TheKrikkitWars wrote:The way this was put to me by a french friend (who is an english/french/outdoor ed teacher) of mine is thus... "In france, as a citizen you're FRENCH first, and everything else second... Your responsibility to france and your fellow frenchmen is the most important one; Religion can take up whatever space you have left if you like." (I'm not sure if he's as blunt in his mother tongue, he did learn English in glasgow)
By way of comparison: Americans seem to think of themselves as American after they've thought of everything else... Being a citizen of the US, figures somewhere behind say, being a Brooklyn Dodgers fan or the owner of a classic muscle car... From a European perspective it's a brave new world on the other side of the Atlantic.
Gonna have to disagree with that. Every major sports event is started with the National Anthem, and it is expected that you remove your hat and stand during it, regardless of which sports team you're rooting for. Every school in the nation starts their morning with the Pledge of Allegiance as well. Its more that "Being American" means accepting the melting pot of cultures. America is what it is because we're one of the few countries in the world that accepts other cultures. We technically have no national language, we have no national religion. This is so that you are free to speak your own language, and practice your own religion.
Our culture is the melting pot. Your responsibility as an American is to accept other cultures as they melt into our own. We call ourselves the "Country of Immigrants"... because cultural diversity is itself an American trait.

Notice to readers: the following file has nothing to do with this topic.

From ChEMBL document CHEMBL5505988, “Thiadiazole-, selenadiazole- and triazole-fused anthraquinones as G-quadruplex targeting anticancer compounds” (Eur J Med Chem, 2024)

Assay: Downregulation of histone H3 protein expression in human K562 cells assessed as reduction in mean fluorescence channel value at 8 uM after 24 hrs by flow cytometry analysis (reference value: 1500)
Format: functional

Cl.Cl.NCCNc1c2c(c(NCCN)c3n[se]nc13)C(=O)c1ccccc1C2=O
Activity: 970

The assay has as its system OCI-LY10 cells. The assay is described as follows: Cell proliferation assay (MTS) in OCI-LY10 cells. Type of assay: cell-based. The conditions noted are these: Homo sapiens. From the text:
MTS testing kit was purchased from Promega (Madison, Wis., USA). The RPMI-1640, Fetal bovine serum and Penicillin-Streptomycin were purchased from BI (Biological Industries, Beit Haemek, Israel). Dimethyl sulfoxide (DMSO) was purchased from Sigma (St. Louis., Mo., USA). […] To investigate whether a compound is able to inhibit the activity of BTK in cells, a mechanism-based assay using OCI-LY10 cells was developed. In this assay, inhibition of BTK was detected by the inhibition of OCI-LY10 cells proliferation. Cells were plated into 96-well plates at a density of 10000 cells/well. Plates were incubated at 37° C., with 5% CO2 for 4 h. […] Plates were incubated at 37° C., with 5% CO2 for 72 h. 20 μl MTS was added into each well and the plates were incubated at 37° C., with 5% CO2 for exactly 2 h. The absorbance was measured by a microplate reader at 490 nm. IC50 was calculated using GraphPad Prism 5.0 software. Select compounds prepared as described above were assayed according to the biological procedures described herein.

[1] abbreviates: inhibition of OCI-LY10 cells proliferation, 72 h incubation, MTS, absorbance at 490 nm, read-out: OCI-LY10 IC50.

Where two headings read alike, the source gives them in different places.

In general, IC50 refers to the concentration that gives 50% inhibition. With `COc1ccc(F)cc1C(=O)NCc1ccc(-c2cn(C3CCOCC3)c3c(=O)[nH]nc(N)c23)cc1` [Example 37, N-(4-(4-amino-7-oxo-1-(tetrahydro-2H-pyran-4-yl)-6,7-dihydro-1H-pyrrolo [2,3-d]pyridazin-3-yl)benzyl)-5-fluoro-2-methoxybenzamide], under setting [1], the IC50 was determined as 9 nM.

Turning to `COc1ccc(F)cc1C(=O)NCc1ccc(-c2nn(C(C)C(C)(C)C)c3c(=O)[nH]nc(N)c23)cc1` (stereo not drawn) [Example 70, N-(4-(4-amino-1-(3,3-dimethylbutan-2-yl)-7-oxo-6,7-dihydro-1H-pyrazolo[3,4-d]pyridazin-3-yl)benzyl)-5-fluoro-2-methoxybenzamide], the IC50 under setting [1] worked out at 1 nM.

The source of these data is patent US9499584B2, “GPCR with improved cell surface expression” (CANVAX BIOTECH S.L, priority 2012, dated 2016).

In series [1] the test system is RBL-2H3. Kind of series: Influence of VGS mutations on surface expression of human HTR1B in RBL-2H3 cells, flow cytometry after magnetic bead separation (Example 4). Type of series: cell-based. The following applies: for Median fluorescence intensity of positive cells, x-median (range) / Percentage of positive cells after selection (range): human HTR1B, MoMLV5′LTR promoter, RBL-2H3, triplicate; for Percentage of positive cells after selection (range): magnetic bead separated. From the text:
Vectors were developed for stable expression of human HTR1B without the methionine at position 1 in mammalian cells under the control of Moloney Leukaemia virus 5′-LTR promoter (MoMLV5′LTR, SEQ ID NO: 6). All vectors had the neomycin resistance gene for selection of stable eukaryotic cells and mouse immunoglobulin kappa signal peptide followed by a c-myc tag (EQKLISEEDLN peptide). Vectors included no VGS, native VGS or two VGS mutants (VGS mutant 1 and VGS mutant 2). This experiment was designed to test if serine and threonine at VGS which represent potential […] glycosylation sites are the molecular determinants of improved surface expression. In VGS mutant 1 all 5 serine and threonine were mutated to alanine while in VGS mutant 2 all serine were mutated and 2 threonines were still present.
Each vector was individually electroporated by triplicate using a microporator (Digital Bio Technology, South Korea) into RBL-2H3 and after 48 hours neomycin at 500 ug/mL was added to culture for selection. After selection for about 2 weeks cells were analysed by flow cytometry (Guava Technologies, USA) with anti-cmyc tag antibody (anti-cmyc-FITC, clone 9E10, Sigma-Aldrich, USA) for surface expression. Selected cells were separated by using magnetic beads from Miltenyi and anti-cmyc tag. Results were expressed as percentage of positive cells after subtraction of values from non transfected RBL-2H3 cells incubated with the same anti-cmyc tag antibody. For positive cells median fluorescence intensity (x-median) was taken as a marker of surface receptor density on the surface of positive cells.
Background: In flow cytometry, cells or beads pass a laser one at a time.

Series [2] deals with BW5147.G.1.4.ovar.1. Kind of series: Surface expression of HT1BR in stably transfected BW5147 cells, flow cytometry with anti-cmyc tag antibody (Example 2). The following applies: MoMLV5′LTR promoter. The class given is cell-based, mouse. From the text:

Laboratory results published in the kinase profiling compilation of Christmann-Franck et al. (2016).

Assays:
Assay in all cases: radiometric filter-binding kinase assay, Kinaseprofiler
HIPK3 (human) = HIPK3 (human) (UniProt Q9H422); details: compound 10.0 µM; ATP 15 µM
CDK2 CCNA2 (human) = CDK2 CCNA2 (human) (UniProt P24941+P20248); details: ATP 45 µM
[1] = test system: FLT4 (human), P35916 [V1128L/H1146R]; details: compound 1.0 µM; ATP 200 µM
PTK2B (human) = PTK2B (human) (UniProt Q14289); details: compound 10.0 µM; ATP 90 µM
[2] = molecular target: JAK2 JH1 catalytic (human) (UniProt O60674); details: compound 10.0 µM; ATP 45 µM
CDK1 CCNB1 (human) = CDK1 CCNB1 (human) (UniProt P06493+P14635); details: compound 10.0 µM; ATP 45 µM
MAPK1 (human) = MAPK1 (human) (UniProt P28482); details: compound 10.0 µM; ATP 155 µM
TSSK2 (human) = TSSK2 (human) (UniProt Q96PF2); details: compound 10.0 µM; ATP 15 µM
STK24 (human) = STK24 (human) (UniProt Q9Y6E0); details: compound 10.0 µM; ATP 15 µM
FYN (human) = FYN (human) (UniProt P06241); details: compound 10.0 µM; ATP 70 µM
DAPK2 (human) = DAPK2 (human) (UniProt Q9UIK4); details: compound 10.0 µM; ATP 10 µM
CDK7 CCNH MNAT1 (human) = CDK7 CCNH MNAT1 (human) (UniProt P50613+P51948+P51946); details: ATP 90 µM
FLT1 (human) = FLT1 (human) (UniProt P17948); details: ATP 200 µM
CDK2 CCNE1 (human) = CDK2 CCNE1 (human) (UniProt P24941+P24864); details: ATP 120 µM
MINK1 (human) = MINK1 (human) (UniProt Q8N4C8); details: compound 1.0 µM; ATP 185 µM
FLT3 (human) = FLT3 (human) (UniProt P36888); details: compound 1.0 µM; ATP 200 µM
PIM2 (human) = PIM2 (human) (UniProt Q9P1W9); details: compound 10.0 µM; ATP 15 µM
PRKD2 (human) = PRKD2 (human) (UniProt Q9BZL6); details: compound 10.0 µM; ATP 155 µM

philsov wrote:It's a case where being "free to practice your religion" and being "not free to push your religion on others" are mutually exclusive. If there's a christian sect whose tenets include witnessing and preaching, it's a similar situation; they cannot be members of that sect, logically, if they aren't legally permitted to bother others about their worldview.
In this case, yes, it's unfortunate that it has to occur, but it's better to err on the side of people not messing with each. I'm free to flail my arms around wildly, but if I hit someone in the process it's a bad thing. If I'm stuck in a crowded room, I lose the right to flail because I will hit someone. Welcome to society.
Welcome to America.
Jehovah's Witnesses are annoying, but it is their legal right to preach in public. If you're a tourist, just accept their bible / papers, say "thank you" and move on. Hold onto it till you get to your hotel, so that other members of that church don't bother you.